Annotation:Lass and the Money is All My Own (The)

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X:1 T:Lass and the Money’s all my own M:6/8 L:1/8 R:Jig B:Abraham Mackintosh – “Collection of Strathspeys, Reels, Jigs, &c.” (c. 1797, p. 19) N:”Teacher of Dancing Newcastle-upon-Tyne” Z:AK/Fiddler’s Companion K:A f|ecA ABc|d2c B2A|ecA ecA|B2c d2f| ecA ABc|d2c B2A|c/d/ec dBe|cAA A2:| |:e|fdf ece|fdf ece|fga edc|B2c d2f| efg agf|edc B2A|c/d/ec dBe|cAA A2:|]

LASS AND THE MONEY IS ALL MY OWN, THE. AKA and see "Churlish Husband," "Cutting at the Broom," "Intrepid (The)," "Lad and the money is all my own," "Lucky Kitchens Reel," "Patties Whim," "Portpatrick," "Port Patrick (1)." English, Jig (6/8 time). England, Northumberland. G Major (Bruce & Stokoe): A Major (Cocks, Vickers). Standard tuning (fiddle). AABB. The title is Northumbrian, although the tune is derived from an old Scotch melody called "Portpatrick," sometimes attributed (by Alison Kinnaird) to Blind Roderick Morison, or Rory Dall (c. 1660–1713), harper to the MacLeods of Skye. Confusingly, there was another 17th century harper named Rory Dall O'Cathain, and tunes are often attributed to one or the other without realizing they were different musicians. The latter Rory Dall was of Irish extracton, however. Kinnaird (in liner notes to her 1978 album "The Harp Key") posits: "It is possible that those pieces collected in Perthshire, such as 'Port Atholl' or 'Port Patrick' were by the Irish Rory Dall, but it does seem likely that the tunes were composed in Scotland, partly because of their titles, and also because most of them are in a 'Scottish style'." Others dispute her assertions, however, and believe the tune is a later work, perhaps by James Oswald, and has no connection with harp repertory.

There are other names for the tune, whatever it provenance. Cumbrian musician John Rook entered it into his ms. collection as "Intrepid (The)," while it was published in London by Johnson as "Cutting at the Broom." James Oswald published it as "Port Patrick (1)" in his Caledonian Pocket Companion. The FARNE [1] site gives alternate names "Churlish Husband," "Lucky Kitchen Reel," and "Patties Whim," and says was used as the melody for the Northumbrian song "Sawney Ogilvie's duel with his wife." Scottish musician, dancing master and composer Abraham Mackintosh (a son of the famous bandleader and fiddler-composer Robert "Red Rob" Mackintosh) included the tune in his undated collection, published sometime after he had relocated later in life from his native Aberdeen to Newcaslte-upon-Tyne, around 1797[1]. Matt Seattle [2] also remarks that Mackintosh's title (nearly identical to other Northumberland names for the tune) supports a the title as a Northumbrian one, perhaps with associated lyrics. Northumbrian musician John Bell (1783–1864) included it in his c. 1812 music manuscript collection as "Lad and the money is all my own" [3].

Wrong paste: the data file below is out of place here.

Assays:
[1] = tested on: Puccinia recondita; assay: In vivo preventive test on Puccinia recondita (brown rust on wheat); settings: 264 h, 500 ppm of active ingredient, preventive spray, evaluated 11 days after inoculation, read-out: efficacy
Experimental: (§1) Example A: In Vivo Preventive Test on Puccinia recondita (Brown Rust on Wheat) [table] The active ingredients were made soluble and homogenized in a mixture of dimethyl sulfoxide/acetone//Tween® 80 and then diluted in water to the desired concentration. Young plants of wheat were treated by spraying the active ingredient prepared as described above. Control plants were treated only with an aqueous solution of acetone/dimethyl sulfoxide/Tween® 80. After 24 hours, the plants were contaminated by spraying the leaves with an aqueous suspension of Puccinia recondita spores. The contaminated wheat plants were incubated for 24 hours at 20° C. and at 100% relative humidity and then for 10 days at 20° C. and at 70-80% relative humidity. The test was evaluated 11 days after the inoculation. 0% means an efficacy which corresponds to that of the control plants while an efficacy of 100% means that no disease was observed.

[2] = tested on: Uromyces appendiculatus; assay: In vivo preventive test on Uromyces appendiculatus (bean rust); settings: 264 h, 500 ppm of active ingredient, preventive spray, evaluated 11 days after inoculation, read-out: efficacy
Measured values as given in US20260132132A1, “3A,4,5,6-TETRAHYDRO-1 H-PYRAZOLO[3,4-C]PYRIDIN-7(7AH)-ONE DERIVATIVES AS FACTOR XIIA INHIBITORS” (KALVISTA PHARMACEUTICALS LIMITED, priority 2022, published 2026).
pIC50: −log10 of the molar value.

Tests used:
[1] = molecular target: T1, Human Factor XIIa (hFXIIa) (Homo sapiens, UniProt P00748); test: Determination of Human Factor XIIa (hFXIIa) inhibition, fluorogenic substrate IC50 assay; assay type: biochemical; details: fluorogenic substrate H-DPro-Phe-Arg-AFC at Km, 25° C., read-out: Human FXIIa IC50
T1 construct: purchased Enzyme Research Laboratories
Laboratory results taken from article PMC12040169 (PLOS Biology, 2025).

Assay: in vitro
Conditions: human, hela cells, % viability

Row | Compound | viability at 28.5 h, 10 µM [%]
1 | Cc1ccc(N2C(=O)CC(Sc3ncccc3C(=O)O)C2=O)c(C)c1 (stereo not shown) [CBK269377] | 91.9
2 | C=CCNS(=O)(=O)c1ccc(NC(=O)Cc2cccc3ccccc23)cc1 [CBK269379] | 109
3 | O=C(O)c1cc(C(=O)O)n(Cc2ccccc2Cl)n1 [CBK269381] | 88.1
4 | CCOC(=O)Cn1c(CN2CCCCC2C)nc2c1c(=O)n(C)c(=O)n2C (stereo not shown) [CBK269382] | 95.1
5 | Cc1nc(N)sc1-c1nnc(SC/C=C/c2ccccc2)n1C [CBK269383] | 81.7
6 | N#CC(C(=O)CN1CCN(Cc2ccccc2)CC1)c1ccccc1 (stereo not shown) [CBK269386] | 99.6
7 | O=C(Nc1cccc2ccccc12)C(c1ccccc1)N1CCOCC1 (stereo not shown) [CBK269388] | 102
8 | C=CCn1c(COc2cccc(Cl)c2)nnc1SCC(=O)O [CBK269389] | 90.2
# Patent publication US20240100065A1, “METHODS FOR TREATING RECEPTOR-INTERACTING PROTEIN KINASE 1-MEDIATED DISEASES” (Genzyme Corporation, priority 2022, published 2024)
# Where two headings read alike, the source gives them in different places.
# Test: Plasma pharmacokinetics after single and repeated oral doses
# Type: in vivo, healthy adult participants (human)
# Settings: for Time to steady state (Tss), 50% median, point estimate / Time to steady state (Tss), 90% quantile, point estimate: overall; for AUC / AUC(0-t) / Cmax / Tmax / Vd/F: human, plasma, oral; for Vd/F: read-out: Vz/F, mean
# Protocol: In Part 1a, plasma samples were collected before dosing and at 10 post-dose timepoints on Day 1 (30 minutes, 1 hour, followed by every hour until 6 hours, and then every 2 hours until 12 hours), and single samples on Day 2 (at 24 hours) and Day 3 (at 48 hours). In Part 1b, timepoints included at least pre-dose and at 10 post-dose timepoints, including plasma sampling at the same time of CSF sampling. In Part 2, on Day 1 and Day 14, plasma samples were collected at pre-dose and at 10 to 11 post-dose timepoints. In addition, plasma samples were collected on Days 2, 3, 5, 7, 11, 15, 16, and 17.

The tune was entered as an untitled piece (probably used as a fife march) in the Woburn (Mass.) Fife Manuscript [4], a ms. collection inscribed with the the name Seth Johnson and "Woburn. April 20th day, 1807. I Bought this Book, 5:3." Entries were made between 1807 and as late as 1840.

William Christie (Aberdeenshire, 1820) also recorded a completely different tune with a similar title.

Additional notes
Source for notated version : - William Vickers' 1770 music manuscript collection (Northumberland) [Bruce & Stokoe, Seattle).

Printed sources : - Bruce & Stokoe (Northumbrian Minstrelsy), 1882; p. 172. Cocks (Tutor for the Northumbrian Half-Long Bagpipes), 1925; No. 21, p. 13. Abraham Mackintosh (Collection of Strathspeys, Reels, Jigs, &c.), after 1797; p. 19. Seattle (The Great Northern Tunebook), 2008; No. 133, p. 39.

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  1. Mackintosh is referred to as a "Teacher of dancing Newcastle-on-Tyne" in the frontispiece.